UOW researchers honoured for contributions to environmental sciences
Associate Professor Jenny Fisher awarded Anton Hales Medal, Professor Kerrylee Rogers awarded Frederick White Medal
Two University of Wollongong (UOW) scientists have been recognised by the Australian Academy of Science today (Thursday 10 March), receiving prestigious 2022 honorific awards for their outstanding contributions to climate and environmental science.
Associate Professor Jenny Fisher was awarded the Anton Hales Medal 2022 for research into how trace gases such as mercury and other pollutants are transported and distributed through the atmosphere, which informs the management of air pollution as well as climate modelling.
Professor Kerrylee Rogers was awarded the Frederick White Medal 2022 for research showing that coastal wetlands have the capacity to store carbon, protecting natural ecosystems, and helping fight climate change by responding dynamically to sea-level rises.
UOW Deputy Vice-Chancellor (Research & Innovation) Professor Jennifer L Martin congratulated both researchers for their outstanding scientific contributions to environmental research.
“I am thrilled to bits and so proud of these two fabulous UOW researchers. These are prestigious awards and fitting recognition of Professor Rogers and Associate Professor Fisher’s outstanding and impactful research to drive real change, locally and globally,” Professor Martin said.
“It’s a terrific achievement to see our researchers celebrated on the national stage, especially during this week when we celebrated International Women’s Day.”
Associate Professor Fisher, an atmospheric chemist in UOW’s Centre for Atmospheric Chemistry and Associate Dean (Equity, Diversity and Inclusion) Faculty of Science, Medicine and Health said trace gases, such as mercury and other pollutants, occur in small quantities in the atmosphere, but can have a big impact on our health, climate and environment.
“At its core my research is about understanding the compounds in the atmosphere, and I’m interested in the whole lifecycle of those compounds,” Professor Fisher said.
Understanding the sources, atmospheric movement and fate of trace atmospheric species is crucial for the development of evidence-based policies for the management of air pollution.
Associate Professor Fisher’s complex computer models help us understand what we can't always see, offering fundamental conclusions and predictions about our planet through the management of air pollution and how it interacts with climate change.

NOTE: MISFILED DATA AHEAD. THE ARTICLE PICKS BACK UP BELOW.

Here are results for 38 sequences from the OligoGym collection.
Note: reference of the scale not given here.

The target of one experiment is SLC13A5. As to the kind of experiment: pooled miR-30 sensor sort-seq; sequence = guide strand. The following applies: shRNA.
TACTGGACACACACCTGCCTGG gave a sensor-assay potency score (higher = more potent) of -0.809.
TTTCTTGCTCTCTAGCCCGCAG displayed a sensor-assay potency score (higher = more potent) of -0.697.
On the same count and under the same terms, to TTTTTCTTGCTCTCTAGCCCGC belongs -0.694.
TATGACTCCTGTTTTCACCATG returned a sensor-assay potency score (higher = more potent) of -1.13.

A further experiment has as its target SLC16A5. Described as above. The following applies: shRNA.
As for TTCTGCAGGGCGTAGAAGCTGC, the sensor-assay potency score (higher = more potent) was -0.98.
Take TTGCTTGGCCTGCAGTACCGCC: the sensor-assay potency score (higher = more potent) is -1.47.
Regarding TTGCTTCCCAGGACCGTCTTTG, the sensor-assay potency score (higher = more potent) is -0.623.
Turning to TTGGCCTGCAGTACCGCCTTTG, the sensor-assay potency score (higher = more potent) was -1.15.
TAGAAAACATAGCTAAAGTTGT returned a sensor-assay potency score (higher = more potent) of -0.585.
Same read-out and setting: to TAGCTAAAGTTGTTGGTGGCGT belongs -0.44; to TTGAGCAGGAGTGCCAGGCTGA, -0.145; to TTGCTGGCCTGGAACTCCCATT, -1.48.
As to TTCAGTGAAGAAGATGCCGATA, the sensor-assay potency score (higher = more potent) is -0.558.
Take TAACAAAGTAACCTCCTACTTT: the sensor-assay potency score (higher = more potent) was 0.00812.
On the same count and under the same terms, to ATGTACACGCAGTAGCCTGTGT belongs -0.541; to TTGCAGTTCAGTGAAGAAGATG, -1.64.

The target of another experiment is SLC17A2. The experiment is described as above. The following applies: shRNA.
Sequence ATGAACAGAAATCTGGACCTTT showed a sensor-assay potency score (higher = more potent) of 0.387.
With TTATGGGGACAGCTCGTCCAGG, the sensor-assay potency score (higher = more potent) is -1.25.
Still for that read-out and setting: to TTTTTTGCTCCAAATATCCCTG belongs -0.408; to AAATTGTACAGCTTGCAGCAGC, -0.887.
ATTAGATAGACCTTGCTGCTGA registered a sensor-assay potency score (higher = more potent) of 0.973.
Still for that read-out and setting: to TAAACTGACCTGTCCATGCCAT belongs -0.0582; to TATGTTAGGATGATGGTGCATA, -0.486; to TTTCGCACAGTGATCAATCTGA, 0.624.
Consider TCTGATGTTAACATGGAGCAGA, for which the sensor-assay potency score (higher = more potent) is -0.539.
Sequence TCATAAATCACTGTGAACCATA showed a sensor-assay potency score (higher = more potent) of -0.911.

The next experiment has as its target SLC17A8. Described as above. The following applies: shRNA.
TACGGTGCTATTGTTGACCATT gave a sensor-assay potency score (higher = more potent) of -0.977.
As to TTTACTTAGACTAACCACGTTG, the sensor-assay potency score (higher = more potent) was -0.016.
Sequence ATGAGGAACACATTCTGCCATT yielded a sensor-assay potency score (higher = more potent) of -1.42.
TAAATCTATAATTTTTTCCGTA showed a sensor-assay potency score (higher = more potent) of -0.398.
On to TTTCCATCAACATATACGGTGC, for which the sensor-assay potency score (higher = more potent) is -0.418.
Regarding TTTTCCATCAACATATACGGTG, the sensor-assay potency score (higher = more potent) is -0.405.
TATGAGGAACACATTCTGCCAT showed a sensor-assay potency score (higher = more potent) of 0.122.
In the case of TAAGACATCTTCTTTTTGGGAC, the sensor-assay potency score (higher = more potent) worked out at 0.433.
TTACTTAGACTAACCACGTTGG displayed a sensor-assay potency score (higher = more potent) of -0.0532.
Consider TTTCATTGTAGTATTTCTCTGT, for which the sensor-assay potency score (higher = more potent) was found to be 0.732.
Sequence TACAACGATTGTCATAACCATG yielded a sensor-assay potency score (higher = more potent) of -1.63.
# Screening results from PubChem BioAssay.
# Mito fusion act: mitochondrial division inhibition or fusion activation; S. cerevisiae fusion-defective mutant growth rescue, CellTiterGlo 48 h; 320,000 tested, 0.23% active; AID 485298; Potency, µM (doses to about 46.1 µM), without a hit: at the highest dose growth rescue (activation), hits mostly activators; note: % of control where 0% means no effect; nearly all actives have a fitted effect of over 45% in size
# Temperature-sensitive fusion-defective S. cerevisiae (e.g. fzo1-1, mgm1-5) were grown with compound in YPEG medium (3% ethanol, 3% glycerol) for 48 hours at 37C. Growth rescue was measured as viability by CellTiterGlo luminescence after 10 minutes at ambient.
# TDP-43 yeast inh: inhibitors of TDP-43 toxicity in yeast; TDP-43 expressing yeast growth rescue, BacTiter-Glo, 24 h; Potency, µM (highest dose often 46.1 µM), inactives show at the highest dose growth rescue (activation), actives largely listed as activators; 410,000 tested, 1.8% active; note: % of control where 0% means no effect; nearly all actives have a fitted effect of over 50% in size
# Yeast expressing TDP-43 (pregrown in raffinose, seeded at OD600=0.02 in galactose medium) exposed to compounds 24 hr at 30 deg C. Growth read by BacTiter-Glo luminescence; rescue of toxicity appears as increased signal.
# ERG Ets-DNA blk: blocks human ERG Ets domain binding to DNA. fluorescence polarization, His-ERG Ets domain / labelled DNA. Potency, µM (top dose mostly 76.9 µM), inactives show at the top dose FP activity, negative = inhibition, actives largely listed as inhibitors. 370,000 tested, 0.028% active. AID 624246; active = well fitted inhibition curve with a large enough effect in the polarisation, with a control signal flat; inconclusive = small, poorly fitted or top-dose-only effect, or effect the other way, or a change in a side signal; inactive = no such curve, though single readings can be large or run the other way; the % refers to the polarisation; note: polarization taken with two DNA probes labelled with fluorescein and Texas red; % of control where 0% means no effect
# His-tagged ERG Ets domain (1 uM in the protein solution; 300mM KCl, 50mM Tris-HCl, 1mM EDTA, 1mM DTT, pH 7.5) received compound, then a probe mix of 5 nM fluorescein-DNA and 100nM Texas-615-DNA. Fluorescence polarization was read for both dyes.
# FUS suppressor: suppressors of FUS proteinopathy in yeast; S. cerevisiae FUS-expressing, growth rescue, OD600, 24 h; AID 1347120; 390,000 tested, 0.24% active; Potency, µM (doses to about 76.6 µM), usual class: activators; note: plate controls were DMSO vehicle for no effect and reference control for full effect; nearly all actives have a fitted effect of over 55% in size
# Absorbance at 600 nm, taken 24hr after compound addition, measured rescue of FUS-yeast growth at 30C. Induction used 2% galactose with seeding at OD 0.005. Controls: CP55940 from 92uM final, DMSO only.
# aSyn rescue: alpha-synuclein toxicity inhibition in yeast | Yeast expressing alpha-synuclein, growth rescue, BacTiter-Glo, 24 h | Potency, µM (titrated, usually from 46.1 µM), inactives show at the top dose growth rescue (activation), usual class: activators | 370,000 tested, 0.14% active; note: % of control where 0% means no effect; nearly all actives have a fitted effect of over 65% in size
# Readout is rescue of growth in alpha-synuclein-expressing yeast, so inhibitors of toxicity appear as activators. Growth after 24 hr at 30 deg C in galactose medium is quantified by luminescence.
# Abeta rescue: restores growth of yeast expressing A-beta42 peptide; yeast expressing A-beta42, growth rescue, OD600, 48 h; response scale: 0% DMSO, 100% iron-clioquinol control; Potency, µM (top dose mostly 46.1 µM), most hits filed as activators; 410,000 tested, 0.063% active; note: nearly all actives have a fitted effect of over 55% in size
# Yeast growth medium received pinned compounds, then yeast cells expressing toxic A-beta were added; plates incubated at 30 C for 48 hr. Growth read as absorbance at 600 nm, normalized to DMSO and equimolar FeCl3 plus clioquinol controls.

Mercury pollution emitted to the atmosphere has led to more mercury in the oceans, ending up in our seafood and leading to chronic health problems.
Anton Hales Medal — Associate Professor Jenny Fisher from The Australian Academy of Science on Vimeo.
Associate Professor Fisher’s work identified that seasonal pulses in atmospheric mercury in the Arctic were driven by the spring thawing of massive Arctic rivers. Now she has turned her attention to understanding mercury pollution in the Southern Hemisphere, including in Australia.
Her models can also track other pollutants, such as the smoke from Sydney's bushfires in 2019.
“Exposure to air pollution is a major public health concern. Globally, more than 4 million people die prematurely each year because of outdoor air pollution,” Associate Professor Fisher said.
The recognition by the Australian Academy of Science is particularly important to Associate Professor Fisher.
“I feel especially honoured to be one of the few women who have received the Anton Hales Medal award. There are so many amazing women Earth scientists who are role models to the rest of us but aren’t always recognised for their accomplishments. I hope this encourages others to nominate their women and non-binary colleagues for these kinds of awards.”
Protecting Australia’s wetlands
Professor Kerrylee Rogers from UOW’s School of Earth, Atmospheric and Life Sciences and co-director of GeoQuEST Research Centre has made an internationally significant contribution to understanding the impact of climate change on one of the world’s most threatened and ecologically important habitats, coastal wetlands.
Mangroves, saltmarsh, swamps, seagrasses and phytoplankton are among the most efficient natural systems in sequestering atmospheric carbon dioxide.
Professor Rogers’ work has highlighted the role of coastal wetlands in carbon sequestration, suggesting as sea levels rise, wetlands can help mitigate climate change by trapping sediment and building root systems.
“They pull carbon from the atmosphere into their biomass and push it down underground storing it away for a long period of time and so it contributes to climate regulation,” Professor Rogers said.
Frederick White Medal — Professor Kerrylee Rogers from The Australian Academy of Science on Vimeo.
Professor Rogers warns that the zone between the lower elevation mangrove and the higher elevation saltmarsh is changing.
“That mangrove encroachment into saltmarsh is really our warning: you need to start planning for this now,” Professor Rogers said.
Professor Rogers has shown that the restoration of coastal wetlands is an effective climate change adaptation strategy that can yield financial benefits to landholders. Carbon captured through wetland restoration can be reported by governments as saved emissions and traded by landholders in emissions trading programs.
“Blue carbon science has advanced considerably in the past few years and the uptake of knowledge is increasing. I like to think that the research we undertook played a role in this,” Professor Rogers said.
Main picture: Associate Professor Jenny Fisher awarded the Anton Hales Medal 2022, Professor Kerrylee Rogers awarded the Frederick White Medal 2022. Photos supplied.